Interview with VP Academic Affairs; Oliver Bills

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VP Academic Affairs is being contested by Oliver Bills, a Software engineer and currently a student representative. We asked him some questions about his feelings toward the role and on his manifesto to find out some more about him.

How do you plan on keeping students updated?

Using media outlets and putting more information online so everyone can know what is going on.

What do you believe the role of VP Academic Affairs to be?

Its listening to the student voice and hearing all the concerns and feedback that students have and make sure that gets heard by everyone else. A lot of people’s opinions gets lost and is not used effectively. Giving people more opportunities to say/explain their grievances and then take these further. It’s about not letting issues drop out of the picture and staying dedicated. For every issue make sure everyone gets a fair say.

How do you plan on representing students and keeping a good relationship with the university?

I think I’m lucky because I’ve been on both sides. As well as being a student I’ve also had the opportunity to set coursework as well so have been able to see both sides. I know what its like, and it’s an interesting position as you can see the issues on both side and you can bring the issues together. You know what the students want but you know your limits – you might not be able to do everything but you can build a bridge of communication. Talking to my lecturers I found they didn’t know what the students wanted or what they were thinking.

How do you plan on ensuring you manifesto can be fulfilled?

I hope that people see that I’ve tried to keep things as realistic as possible. Even without the position some of the ideas could be implemented as student run. The position would help get these ideas completed fast but they are all things I think with some work and time can come to fruition. One thing I mentioned was peer reviewing, which is something that happened and worked well within groups in my own department. Putting a bit of incentivisation in there can actually happen and become true.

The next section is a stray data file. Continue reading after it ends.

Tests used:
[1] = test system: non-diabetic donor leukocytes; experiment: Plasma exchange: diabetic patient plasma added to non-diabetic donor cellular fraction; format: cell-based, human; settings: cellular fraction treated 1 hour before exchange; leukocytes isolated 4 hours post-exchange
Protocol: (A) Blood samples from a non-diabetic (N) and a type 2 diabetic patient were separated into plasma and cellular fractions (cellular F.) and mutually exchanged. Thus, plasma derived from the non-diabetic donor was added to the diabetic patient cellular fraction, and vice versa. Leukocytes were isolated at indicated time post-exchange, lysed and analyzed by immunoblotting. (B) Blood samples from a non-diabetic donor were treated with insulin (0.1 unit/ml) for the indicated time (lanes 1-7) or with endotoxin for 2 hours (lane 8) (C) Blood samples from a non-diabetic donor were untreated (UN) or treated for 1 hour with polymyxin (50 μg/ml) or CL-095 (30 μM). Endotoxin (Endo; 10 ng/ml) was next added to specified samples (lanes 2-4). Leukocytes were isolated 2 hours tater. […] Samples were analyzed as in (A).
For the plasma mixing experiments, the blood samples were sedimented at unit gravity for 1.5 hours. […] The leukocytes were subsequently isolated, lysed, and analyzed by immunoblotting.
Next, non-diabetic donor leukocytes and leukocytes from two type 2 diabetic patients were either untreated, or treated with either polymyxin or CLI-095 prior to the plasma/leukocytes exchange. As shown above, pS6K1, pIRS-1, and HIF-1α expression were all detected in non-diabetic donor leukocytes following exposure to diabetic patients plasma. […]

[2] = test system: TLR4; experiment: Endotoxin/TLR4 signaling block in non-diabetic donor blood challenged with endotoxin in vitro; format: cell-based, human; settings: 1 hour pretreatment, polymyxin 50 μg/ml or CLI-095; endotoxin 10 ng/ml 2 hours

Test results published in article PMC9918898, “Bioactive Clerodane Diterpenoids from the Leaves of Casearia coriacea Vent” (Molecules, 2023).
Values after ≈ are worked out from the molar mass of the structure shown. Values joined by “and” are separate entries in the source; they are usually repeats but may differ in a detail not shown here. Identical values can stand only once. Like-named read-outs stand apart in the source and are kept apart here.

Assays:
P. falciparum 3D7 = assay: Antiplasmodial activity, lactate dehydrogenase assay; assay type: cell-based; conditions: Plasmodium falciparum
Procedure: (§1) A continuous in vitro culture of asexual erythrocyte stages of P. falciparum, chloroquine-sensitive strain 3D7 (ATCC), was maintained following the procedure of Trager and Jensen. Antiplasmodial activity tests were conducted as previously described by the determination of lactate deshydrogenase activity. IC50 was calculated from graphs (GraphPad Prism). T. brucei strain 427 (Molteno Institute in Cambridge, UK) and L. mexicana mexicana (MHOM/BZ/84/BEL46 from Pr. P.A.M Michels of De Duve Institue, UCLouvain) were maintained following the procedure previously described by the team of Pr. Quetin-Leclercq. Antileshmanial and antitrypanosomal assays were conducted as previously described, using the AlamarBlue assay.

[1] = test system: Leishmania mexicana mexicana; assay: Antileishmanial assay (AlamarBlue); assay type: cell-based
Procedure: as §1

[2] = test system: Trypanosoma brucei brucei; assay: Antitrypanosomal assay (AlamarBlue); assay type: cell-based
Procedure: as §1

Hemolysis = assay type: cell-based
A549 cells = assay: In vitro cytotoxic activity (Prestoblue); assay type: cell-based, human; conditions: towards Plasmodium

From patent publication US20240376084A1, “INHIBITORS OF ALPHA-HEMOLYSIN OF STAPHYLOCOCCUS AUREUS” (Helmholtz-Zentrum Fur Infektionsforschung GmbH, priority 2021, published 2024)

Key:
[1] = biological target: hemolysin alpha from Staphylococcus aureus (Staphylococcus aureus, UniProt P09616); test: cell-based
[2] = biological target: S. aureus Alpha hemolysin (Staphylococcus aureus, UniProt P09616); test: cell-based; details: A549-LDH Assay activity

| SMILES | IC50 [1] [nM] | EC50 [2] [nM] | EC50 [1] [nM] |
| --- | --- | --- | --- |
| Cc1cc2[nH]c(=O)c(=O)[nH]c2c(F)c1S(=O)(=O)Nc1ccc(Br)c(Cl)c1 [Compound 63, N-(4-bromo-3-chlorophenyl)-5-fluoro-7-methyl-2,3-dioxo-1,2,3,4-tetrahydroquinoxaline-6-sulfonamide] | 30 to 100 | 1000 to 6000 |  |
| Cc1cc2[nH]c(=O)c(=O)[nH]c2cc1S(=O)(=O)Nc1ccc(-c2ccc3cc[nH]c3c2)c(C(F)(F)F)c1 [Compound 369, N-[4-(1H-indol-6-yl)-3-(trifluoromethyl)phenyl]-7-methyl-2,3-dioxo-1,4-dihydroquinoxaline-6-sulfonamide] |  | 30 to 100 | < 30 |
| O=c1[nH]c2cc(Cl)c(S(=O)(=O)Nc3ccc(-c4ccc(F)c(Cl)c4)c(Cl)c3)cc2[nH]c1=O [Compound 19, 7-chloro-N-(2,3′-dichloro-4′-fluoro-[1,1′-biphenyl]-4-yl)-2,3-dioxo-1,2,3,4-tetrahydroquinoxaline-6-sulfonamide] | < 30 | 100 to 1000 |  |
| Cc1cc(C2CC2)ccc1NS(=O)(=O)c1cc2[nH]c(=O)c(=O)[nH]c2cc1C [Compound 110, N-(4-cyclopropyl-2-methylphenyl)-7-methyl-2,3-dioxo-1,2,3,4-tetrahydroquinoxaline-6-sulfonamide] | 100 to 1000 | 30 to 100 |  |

What is your unique selling point that makes you the best candidate for VP Academic Affairs?

You’d be hard pressed to find someone like me; every day I’ve had discussions with people and its something I really want to do. I really care about the learning side, the academic side of university and I’ve spent time running study groups and helping people in labs. I’ve also seen issues develop year on year and it makes you want to do something about it – I’ve tried to put a lot of time and tried to put a lot of thought into the issues and I’ve made a lot of connections and I’m at the point now where I’m ready to go with this. I’m not your typical candidate but its something I really want to do and there is nothing that matters to me more than this.

One of the policies you mention is voluntary peer review cant this work for all faculties?

Yes, you’ve got a point in that it might be less valuable in some areas but a peer review can be valuable. Another concern is how do you get this going – you have to use the people who are interested along with using incentives, a £20 Amazon voucher for people who take part the most for example. It can take up the gaps that academics can’t fill, but any piece of work can have other people’s views help you and is how academia works anyway.